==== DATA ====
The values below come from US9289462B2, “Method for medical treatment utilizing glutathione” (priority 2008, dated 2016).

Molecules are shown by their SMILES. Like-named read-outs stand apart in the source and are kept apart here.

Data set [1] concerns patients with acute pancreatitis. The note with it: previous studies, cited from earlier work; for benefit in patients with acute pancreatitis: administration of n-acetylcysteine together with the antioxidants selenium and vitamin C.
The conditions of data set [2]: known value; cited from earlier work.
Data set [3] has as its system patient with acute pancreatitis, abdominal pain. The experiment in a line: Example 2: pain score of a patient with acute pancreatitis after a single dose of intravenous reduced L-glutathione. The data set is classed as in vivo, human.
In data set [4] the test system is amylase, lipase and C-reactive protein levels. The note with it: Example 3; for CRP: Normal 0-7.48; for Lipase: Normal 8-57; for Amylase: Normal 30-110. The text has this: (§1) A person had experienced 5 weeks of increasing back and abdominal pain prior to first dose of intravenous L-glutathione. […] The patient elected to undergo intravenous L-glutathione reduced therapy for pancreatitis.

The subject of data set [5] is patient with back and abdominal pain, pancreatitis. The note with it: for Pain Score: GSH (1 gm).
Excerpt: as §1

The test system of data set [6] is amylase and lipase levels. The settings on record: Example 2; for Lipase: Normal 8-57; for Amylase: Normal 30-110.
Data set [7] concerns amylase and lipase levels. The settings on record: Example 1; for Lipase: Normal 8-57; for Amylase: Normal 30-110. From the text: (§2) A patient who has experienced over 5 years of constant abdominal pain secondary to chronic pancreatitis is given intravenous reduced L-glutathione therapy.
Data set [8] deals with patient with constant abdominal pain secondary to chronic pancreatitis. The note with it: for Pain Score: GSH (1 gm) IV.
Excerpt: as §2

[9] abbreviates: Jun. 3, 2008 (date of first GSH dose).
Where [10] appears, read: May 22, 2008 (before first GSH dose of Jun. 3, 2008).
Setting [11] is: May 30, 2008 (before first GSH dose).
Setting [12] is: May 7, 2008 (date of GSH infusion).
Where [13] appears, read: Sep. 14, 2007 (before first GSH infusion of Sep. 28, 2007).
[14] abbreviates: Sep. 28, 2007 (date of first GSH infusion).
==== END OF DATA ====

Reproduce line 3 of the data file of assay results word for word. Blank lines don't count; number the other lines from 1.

Data set [1] concerns patients with acute pancreatitis. The note with it: previous studies, cited from earlier work; for benefit in patients with acute pancreatitis: administration of n-acetylcysteine together with the antioxidants selenium and vitamin C.